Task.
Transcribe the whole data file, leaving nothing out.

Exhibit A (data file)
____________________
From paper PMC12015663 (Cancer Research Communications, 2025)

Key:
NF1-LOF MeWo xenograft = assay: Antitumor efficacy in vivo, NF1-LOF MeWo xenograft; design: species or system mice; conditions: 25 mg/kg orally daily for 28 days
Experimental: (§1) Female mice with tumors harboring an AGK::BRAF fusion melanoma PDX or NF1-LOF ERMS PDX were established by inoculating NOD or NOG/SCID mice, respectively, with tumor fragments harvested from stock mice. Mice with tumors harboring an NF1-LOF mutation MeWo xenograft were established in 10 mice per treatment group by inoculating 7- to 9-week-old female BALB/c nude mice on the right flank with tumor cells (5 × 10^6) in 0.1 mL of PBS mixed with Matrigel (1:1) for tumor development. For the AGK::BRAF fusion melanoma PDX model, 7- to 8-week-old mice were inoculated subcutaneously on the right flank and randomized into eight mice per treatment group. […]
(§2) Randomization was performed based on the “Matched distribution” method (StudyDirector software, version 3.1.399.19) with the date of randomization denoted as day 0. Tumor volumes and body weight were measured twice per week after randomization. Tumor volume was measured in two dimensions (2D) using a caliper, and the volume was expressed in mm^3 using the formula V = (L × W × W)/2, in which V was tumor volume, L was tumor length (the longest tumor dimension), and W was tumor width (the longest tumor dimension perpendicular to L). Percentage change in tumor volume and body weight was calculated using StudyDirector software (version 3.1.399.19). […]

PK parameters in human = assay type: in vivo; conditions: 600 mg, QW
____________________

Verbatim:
From paper PMC12015663 (Cancer Research Communications, 2025)

Key:
NF1-LOF MeWo xenograft = assay: Antitumor efficacy in vivo, NF1-LOF MeWo xenograft; design: species or system mice; conditions: 25 mg/kg orally daily for 28 days
Experimental: (§1) Female mice with tumors harboring an AGK::BRAF fusion melanoma PDX or NF1-LOF ERMS PDX were established by inoculating NOD or NOG/SCID mice, respectively, with tumor fragments harvested from stock mice. Mice with tumors harboring an NF1-LOF mutation MeWo xenograft were established in 10 mice per treatment group by inoculating 7- to 9-week-old female BALB/c nude mice on the right flank with tumor cells (5 × 10^6) in 0.1 mL of PBS mixed with Matrigel (1:1) for tumor development. For the AGK::BRAF fusion melanoma PDX model, 7- to 8-week-old mice were inoculated subcutaneously on the right flank and randomized into eight mice per treatment group. […]
(§2) Randomization was performed based on the “Matched distribution” method (StudyDirector software, version 3.1.399.19) with the date of randomization denoted as day 0. Tumor volumes and body weight were measured twice per week after randomization. Tumor volume was measured in two dimensions (2D) using a caliper, and the volume was expressed in mm^3 using the formula V = (L × W × W)/2, in which V was tumor volume, L was tumor length (the longest tumor dimension), and W was tumor width (the longest tumor dimension perpendicular to L). Percentage change in tumor volume and body weight was calculated using StudyDirector software (version 3.1.399.19). […]

PK parameters in human = assay type: in vivo; conditions: 600 mg, QW